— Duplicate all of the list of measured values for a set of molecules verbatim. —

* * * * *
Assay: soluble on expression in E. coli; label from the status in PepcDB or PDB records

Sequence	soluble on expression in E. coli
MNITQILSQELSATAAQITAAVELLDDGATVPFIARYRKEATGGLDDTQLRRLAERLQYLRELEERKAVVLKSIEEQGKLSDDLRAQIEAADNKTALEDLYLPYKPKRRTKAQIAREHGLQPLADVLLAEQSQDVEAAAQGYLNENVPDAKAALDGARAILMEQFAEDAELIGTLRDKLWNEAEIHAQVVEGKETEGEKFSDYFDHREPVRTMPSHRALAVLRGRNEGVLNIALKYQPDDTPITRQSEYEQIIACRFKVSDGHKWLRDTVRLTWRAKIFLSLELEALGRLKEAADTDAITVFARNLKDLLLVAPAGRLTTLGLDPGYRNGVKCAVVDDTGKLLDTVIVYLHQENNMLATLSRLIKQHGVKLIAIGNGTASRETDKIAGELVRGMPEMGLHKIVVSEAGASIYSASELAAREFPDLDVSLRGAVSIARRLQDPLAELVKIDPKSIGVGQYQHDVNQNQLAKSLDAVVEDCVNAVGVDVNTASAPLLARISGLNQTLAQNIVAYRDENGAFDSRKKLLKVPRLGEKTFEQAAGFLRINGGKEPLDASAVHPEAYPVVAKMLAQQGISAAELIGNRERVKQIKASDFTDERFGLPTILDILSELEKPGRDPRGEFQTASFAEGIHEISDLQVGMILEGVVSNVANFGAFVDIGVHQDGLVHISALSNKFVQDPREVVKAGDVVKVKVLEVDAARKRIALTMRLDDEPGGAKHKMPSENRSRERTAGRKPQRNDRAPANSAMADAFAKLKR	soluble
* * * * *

Assay: soluble on expression in E. coli; label from the status in PepcDB or PDB records

Sequence	soluble on expression in E. coli
MNITQILSQELSATAAQITAAVELLDDGATVPFIARYRKEATGGLDDTQLRRLAERLQYLRELEERKAVVLKSIEEQGKLSDDLRAQIEAADNKTALEDLYLPYKPKRRTKAQIAREHGLQPLADVLLAEQSQDVEAAAQGYLNENVPDAKAALDGARAILMEQFAEDAELIGTLRDKLWNEAEIHAQVVEGKETEGEKFSDYFDHREPVRTMPSHRALAVLRGRNEGVLNIALKYQPDDTPITRQSEYEQIIACRFKVSDGHKWLRDTVRLTWRAKIFLSLELEALGRLKEAADTDAITVFARNLKDLLLVAPAGRLTTLGLDPGYRNGVKCAVVDDTGKLLDTVIVYLHQENNMLATLSRLIKQHGVKLIAIGNGTASRETDKIAGELVRGMPEMGLHKIVVSEAGASIYSASELAAREFPDLDVSLRGAVSIARRLQDPLAELVKIDPKSIGVGQYQHDVNQNQLAKSLDAVVEDCVNAVGVDVNTASAPLLARISGLNQTLAQNIVAYRDENGAFDSRKKLLKVPRLGEKTFEQAAGFLRINGGKEPLDASAVHPEAYPVVAKMLAQQGISAAELIGNRERVKQIKASDFTDERFGLPTILDILSELEKPGRDPRGEFQTASFAEGIHEISDLQVGMILEGVVSNVANFGAFVDIGVHQDGLVHISALSNKFVQDPREVVKAGDVVKVKVLEVDAARKRIALTMRLDDEPGGAKHKMPSENRSRERTAGRKPQRNDRAPANSAMADAFAKLKR	soluble